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organic cannabis growing

Organic cannabis growing

Here is a little video of our organic living soil in action:

Some people who grow cannabis choose to replace the peat moss portion of this recipe with coco coir, which is a more renewable, sustainable material. I can’t speak to its effectiveness because we haven’t used it for cannabis, though we do add a little coco coir to our raised beds sometimes, and also use it as bedding in our worm bin. Honestly, we have heard not-so-great results and read numerous studies that show coco coir has inferior performance to peat moss.

Evenly mix in the following amendments:

This article will get you started with your growing season, then check out the follow-up posts for ongoing care – with tips on routine fertilizing, organic pest control, and how to harvest, dry, and cure your cannabis too. Keep in mind that our goals are not all about high yields. The goal is to grow safe, high-quality, organic cannabis that we can utilize and enjoy with peace of mind – knowing how it was treated from “bean to bowl”. It is about quality over quantity, though we end up with more than enough anyways!

In most places, cannabis seeds are started indoors in March or April, and transplanted outside in April or May once the risk of frost has passed. Basically, cannabis seedlings need to be protected from freezing or other harsh conditions – just as any other seedling does! If you aren’t sure about your area’s frost dates, stop by this article. In it, I share veggie seed-starting calendars for every USDA hardiness zone. For cannabis, you can essentially follow the timing recommendations for tomatoes (but on the later end of the given windows).

Curious about what all these things are for?

Another popular mulch option is to use an organic cover crop seed mix, and lightly working it into the top inch of soil when you first plant your cannabis seedling. As it gets watered, cover crop will grow under the canopy of your plant. It becomes a living mulch, and also enhances your living soil food web. As it grows tall, you can “chop and drop” mulch with it. That is when you trim it and leave it in place to decompose as green mulch.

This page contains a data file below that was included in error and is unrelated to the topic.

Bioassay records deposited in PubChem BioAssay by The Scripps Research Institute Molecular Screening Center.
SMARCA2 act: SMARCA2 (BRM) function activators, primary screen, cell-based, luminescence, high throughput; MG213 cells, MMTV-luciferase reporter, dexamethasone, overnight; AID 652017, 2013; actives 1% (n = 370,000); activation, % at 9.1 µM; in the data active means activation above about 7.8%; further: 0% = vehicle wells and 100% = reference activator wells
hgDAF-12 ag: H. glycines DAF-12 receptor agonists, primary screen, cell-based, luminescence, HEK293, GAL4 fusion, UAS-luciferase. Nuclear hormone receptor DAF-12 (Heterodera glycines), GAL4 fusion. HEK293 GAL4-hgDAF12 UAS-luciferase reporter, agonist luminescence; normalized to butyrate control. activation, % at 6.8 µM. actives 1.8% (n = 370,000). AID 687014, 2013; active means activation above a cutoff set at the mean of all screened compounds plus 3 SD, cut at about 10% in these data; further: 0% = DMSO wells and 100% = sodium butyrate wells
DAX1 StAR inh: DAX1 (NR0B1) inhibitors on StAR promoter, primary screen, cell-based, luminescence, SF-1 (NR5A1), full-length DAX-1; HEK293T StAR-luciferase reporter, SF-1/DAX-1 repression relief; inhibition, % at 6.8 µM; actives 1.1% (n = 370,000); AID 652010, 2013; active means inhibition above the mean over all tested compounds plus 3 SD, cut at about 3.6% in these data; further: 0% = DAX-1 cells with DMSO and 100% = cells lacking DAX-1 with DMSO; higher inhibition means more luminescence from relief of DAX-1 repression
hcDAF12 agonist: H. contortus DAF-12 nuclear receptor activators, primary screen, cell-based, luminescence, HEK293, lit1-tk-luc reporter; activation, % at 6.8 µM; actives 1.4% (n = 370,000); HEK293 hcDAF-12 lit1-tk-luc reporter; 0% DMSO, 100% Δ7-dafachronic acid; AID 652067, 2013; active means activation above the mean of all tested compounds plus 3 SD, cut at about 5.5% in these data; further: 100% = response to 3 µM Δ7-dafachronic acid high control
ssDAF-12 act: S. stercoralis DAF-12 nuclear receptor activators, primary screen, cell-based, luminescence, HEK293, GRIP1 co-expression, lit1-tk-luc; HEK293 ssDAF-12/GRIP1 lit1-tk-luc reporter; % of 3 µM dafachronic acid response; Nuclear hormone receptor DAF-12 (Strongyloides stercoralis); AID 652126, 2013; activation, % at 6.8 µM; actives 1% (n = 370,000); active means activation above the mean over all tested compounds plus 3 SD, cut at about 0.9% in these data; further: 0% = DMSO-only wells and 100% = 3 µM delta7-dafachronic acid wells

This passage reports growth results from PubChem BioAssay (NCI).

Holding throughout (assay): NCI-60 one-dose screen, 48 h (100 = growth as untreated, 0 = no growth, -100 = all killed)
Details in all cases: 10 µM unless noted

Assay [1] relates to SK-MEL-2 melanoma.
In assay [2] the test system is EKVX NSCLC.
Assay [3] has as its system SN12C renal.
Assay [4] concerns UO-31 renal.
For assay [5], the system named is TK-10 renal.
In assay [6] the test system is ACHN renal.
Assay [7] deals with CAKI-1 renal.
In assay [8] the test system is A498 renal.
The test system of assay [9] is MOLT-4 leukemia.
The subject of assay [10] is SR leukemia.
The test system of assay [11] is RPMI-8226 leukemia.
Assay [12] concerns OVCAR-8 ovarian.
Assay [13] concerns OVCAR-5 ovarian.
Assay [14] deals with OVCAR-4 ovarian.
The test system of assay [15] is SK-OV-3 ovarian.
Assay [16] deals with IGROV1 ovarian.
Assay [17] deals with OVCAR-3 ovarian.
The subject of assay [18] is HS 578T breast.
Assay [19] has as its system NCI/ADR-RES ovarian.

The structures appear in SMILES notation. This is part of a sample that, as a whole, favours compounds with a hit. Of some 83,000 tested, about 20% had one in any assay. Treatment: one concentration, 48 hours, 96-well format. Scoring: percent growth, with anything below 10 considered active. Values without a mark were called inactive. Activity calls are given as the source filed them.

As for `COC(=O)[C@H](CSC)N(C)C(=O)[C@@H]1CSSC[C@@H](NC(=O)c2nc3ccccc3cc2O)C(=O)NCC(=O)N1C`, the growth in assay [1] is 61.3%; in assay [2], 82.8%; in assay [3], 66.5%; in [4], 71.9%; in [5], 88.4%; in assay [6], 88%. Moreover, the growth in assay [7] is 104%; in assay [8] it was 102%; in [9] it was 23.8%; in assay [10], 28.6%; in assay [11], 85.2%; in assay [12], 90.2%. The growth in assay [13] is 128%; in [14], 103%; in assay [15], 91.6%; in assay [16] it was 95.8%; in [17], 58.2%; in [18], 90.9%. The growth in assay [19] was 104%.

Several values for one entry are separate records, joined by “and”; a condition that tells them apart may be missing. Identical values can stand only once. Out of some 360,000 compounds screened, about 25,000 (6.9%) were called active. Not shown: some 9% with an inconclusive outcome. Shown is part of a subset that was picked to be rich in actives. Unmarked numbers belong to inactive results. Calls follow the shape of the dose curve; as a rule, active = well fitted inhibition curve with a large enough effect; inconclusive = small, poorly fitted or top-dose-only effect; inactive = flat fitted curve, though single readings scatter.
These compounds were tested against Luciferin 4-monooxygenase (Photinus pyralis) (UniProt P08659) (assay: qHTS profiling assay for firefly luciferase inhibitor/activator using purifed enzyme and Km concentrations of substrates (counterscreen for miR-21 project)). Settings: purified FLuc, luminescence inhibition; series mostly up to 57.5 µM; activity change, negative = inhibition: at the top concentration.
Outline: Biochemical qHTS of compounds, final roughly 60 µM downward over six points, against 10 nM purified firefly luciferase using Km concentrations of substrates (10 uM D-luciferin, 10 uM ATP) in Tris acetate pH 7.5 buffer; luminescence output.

Organic cannabis growing

Some growers choose to use modern, petrochemical-intensive monoculture production. This involves sterile conditions and manipulating variables to optimize cannabis production. However, this typically involves bottled nutrients that contain precise NPK values and a short pH range. In turn, this keeps everything efficient to support impressive cannabis growth.

This type of soil benefits the plants in several ways. It helps maintain nitrogen and retain water, prevents root diseases, and stimulates plant growth. This is why many organic cannabis cultivators choose to make their own “super-soil.”

The main difference between organic soil-grown cannabis is that the grower doesn’t use chemical fertilizers and pesticides. While these aid in plant growth and flowering, natural options are available – and safer.

Organic cannabis soil mixes offer a better microbiome. This is the community of microbes in the plants’ environment that contribute to healthy growth.

6. Organically Grown Marijuana is Better for the Environment

As consumers become more knowledgeable about unsafe cultivation practices plaguing the cannabis industry, they make better choices. While it’s not too much additional effort to grow organic cannabis small-scale at home, the large-scale operations have to take on more risk.

The microenvironment is better when you’re organically growing cannabis. This ensures your plants are producing more of the cannabinoids that make flower more flavorful and aromatic. You’ll find higher concentrations of terpenoids, flavonoids, and other cannabinoids resulting from these grow methods.

While some commercial growers worry that organic cannabis cultivation could reduce their yield, the opposite can happen. If all conditions are optimized properly, it’s possible to increase yields one would get through a conventional grow.

Organic Marijuana Benefits

The simplicity behind conventional cannabis nutrient systems gives plants the minimum of what they need to survive and grow. These cannabis nutrient mixes usually contain the essential macronutrients (nitrogen, phosphorous, potassium, calcium, magnesium, and sulfur) and essential micronutrients (boron, copper, zinc, iron, molybdenum, and manganese).

Organic cannabis nutrients are actually quite cheap. In some cases, they’re free as they’re made through composting. This involves tossing organic food in a composter, then adding it to your soil.